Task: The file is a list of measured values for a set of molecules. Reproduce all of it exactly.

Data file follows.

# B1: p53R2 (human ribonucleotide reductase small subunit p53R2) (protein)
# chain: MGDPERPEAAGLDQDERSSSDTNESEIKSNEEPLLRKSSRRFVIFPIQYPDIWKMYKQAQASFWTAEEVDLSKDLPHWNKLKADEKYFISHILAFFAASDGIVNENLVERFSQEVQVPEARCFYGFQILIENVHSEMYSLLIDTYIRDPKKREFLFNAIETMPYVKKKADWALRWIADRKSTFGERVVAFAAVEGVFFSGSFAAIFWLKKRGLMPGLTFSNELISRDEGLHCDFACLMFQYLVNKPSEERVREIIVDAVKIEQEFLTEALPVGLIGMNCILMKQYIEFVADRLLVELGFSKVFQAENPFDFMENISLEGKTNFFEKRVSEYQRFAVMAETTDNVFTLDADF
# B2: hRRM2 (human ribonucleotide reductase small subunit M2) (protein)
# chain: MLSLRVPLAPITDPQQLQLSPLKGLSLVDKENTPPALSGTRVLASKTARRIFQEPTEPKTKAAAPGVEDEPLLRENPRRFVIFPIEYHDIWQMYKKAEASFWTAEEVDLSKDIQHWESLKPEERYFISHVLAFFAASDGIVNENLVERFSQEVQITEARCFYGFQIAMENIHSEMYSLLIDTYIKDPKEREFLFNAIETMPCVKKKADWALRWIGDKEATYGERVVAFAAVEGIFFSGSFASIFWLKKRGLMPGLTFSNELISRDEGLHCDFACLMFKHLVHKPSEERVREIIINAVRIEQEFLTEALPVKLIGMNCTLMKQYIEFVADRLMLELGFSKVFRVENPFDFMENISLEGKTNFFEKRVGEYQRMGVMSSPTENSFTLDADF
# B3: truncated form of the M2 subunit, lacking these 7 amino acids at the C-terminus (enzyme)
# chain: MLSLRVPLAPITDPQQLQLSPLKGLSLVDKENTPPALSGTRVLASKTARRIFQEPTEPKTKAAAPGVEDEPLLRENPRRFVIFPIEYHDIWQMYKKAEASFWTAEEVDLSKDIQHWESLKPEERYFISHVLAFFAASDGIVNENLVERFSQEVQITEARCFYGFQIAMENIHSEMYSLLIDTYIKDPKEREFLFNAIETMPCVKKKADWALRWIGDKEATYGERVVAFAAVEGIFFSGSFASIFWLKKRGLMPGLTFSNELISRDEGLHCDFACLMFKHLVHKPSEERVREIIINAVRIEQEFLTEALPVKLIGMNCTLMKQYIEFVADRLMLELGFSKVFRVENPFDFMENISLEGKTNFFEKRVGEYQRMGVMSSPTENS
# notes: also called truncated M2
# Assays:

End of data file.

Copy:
# B1: p53R2 (human ribonucleotide reductase small subunit p53R2) (protein)
# chain: MGDPERPEAAGLDQDERSSSDTNESEIKSNEEPLLRKSSRRFVIFPIQYPDIWKMYKQAQASFWTAEEVDLSKDLPHWNKLKADEKYFISHILAFFAASDGIVNENLVERFSQEVQVPEARCFYGFQILIENVHSEMYSLLIDTYIRDPKKREFLFNAIETMPYVKKKADWALRWIADRKSTFGERVVAFAAVEGVFFSGSFAAIFWLKKRGLMPGLTFSNELISRDEGLHCDFACLMFQYLVNKPSEERVREIIVDAVKIEQEFLTEALPVGLIGMNCILMKQYIEFVADRLLVELGFSKVFQAENPFDFMENISLEGKTNFFEKRVSEYQRFAVMAETTDNVFTLDADF
# B2: hRRM2 (human ribonucleotide reductase small subunit M2) (protein)
# chain: MLSLRVPLAPITDPQQLQLSPLKGLSLVDKENTPPALSGTRVLASKTARRIFQEPTEPKTKAAAPGVEDEPLLRENPRRFVIFPIEYHDIWQMYKKAEASFWTAEEVDLSKDIQHWESLKPEERYFISHVLAFFAASDGIVNENLVERFSQEVQITEARCFYGFQIAMENIHSEMYSLLIDTYIKDPKEREFLFNAIETMPCVKKKADWALRWIGDKEATYGERVVAFAAVEGIFFSGSFASIFWLKKRGLMPGLTFSNELISRDEGLHCDFACLMFKHLVHKPSEERVREIIINAVRIEQEFLTEALPVKLIGMNCTLMKQYIEFVADRLMLELGFSKVFRVENPFDFMENISLEGKTNFFEKRVGEYQRMGVMSSPTENSFTLDADF
# B3: truncated form of the M2 subunit, lacking these 7 amino acids at the C-terminus (enzyme)
# chain: MLSLRVPLAPITDPQQLQLSPLKGLSLVDKENTPPALSGTRVLASKTARRIFQEPTEPKTKAAAPGVEDEPLLRENPRRFVIFPIEYHDIWQMYKKAEASFWTAEEVDLSKDIQHWESLKPEERYFISHVLAFFAASDGIVNENLVERFSQEVQITEARCFYGFQIAMENIHSEMYSLLIDTYIKDPKEREFLFNAIETMPCVKKKADWALRWIGDKEATYGERVVAFAAVEGIFFSGSFASIFWLKKRGLMPGLTFSNELISRDEGLHCDFACLMFKHLVHKPSEERVREIIINAVRIEQEFLTEALPVKLIGMNCTLMKQYIEFVADRLMLELGFSKVFRVENPFDFMENISLEGKTNFFEKRVGEYQRMGVMSSPTENS
# notes: also called truncated M2
# Assays: